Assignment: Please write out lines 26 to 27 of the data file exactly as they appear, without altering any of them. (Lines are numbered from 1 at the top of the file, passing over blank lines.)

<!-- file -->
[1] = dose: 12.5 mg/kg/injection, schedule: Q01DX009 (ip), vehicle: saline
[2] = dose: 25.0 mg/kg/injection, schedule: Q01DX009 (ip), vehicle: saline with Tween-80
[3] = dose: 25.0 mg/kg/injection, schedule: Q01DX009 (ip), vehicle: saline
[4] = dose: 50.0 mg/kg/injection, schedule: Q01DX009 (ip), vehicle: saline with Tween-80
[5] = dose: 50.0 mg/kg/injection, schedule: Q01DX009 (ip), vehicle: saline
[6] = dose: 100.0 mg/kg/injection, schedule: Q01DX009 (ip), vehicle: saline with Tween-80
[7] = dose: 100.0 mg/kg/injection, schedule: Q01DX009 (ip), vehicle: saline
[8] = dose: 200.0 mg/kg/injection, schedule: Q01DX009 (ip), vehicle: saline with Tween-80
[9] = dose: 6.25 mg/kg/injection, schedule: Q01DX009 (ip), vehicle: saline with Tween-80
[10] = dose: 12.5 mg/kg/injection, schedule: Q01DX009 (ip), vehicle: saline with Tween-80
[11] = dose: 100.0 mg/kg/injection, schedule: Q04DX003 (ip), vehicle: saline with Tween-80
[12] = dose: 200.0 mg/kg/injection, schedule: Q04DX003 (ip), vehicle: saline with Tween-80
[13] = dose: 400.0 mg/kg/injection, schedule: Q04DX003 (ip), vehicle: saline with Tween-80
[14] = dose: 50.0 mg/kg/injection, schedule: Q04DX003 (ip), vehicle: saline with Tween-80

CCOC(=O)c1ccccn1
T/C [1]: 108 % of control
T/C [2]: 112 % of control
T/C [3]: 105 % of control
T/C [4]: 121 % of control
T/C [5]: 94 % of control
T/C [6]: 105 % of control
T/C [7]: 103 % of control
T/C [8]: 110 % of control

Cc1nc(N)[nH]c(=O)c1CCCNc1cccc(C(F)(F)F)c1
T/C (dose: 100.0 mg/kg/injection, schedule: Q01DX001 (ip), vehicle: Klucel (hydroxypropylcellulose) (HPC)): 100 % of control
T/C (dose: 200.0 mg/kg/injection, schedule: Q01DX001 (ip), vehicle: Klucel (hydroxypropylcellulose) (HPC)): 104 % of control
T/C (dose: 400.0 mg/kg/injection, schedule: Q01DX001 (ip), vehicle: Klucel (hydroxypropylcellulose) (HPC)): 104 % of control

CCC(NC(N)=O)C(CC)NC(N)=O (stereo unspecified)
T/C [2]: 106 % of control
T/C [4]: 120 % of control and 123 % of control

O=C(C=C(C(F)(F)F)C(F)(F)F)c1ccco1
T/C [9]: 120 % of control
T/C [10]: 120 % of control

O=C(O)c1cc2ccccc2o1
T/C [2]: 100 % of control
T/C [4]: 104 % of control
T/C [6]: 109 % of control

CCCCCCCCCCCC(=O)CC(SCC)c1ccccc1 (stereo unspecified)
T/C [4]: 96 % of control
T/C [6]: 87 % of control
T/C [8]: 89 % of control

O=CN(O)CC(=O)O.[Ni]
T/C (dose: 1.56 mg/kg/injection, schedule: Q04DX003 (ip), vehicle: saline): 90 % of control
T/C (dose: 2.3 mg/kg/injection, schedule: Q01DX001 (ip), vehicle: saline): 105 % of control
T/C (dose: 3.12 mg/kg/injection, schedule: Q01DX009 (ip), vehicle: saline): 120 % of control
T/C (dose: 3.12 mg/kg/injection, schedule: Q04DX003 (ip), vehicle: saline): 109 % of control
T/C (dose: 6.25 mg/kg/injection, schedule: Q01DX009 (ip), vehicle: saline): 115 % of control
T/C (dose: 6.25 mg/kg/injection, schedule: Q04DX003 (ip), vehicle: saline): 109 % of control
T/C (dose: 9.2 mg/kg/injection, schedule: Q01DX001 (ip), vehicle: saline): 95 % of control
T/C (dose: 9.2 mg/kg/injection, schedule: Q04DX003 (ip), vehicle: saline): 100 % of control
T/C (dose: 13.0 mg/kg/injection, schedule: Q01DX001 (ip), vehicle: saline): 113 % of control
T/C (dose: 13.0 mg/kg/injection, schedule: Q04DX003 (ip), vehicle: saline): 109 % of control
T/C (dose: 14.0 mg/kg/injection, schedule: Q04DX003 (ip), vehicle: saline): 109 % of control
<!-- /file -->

T/C (dose: 200.0 mg/kg/injection, schedule: Q01DX001 (ip), vehicle: Klucel (hydroxypropylcellulose) (HPC)): 104 % of control
T/C (dose: 400.0 mg/kg/injection, schedule: Q01DX001 (ip), vehicle: Klucel (hydroxypropylcellulose) (HPC)): 104 % of control